Next, TFS revised the valve angles to 13.5 degrees, which decreases valve shrouding and improves airflow at all lift levels. Speaking of valves, the LS1 version features 2.040-inch intake and 1.575-inch exhaust valves. The LS2 heads benefit from an intake-valve upgrade to 2.055 inches. The spark plugs have been relocated to improve flame travel, thereby increasing combustion efficiency and, in turn, power production. Knowing that the use of aftermarket roller rockers often causes interference with stock valve covers, TFS raised the valve-cover rails to improve rocker clearance. Yes, you can hide your fancy aftermarket rockers under the stock valve covers with no need for spacers.
Even though TFS offers heads for both the 3.900-inch-bore LS1 and slightly larger 4.000-inch-bore LS2, the heads perform nearly identically on the flowbench. Max flow is 305 cfm at 0.600-inches of valve lift on the intake side, and 233 cfm at the same lift on the exhaust. As you'd expect, the combustion chamber is slightly larger on the LS2 version--65cc versus 64cc for the LS1. Intake-port volume for the as-cast LS1 head is 215cc, while the LS2 version is listed at 225cc. Both versions share a common exhaust-port volume of 80cc.
As cast, Trick Flow's GenX heads will outflow and outperform many of the CNC-ported cylinder heads on the market (see tables 1 and 2). But if better isn't good enough for you, or you're building a maximum-effort race engine, you'll want to take a hard look at TFS' CNC-ported GenX heads. With all the same features as the base heads, the CNC versions further benefit from highly refined intake- and exhaust-port shapes provided by the porting process.
The LS1 and LS2 versions pick up approximately 5 percent of additional flow potential over the as-cast versions (see tables 3 and 4). While that's a handsome gain, the big jump comes when you pull the trigger on TFS' LSX head. Though based on the same casting as the LS1 and LS2 models, the CNC-ported LSX head is opened up significantly to maximize the airflow in and out of a big-bore engine measuring 4.125-inches or larger.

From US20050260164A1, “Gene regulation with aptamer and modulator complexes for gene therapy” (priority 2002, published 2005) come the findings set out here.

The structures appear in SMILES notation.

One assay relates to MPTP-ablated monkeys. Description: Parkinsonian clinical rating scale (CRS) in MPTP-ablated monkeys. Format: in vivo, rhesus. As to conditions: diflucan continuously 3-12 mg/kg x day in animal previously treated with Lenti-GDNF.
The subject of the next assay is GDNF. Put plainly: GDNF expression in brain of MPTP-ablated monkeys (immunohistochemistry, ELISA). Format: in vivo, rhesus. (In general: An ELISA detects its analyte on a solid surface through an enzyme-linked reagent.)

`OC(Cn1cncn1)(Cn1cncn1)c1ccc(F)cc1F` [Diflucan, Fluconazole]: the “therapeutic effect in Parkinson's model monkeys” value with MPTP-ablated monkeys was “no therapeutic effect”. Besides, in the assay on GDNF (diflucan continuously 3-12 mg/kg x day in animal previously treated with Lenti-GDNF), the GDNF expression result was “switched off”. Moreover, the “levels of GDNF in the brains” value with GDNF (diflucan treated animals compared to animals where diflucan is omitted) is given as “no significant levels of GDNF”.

The intake-runner volume has grown to 235 cc's, prompting the use of a 2.080-inch intake valve. A larger combustion chamber of 70 cc's allows for unrestricted flow past the larger valves and enhanced swirl characteristics. The exhaust valve measures 1.600-inches and opens to an 80cc exhaust runner. Lastly, the heads are drilled for six head bolts, to take advantage of the extra clamping ability provided by GM Performance Parts' LSX block.
So it all sounds pretty good, doesn't it? But the informed reader knows there's more to a pair of cylinder heads than just flow-bench numbers. TFS knows this, too, so it built a test engine to show just what its wares are capable of. Using the previously mentioned GM Performance Parts LSX block as a foundation, TFS filled it with a Lunati 4.125-inch-stroke crank, a set of Lunati 6.125-inch I-beam connecting rods, an octet of Diamond Racing forged pistons, and a relatively mild (0.629-inch lift) Lunati hydraulic roller cam. On pump gas, the 440-inch mill thumped out in excess of 680 hp at the crank. With more compression, more cam, and race gas, this combination would be easily capable of more than 750 horses!
That oughta be enough to get (and keep) the attention of those big-block guys.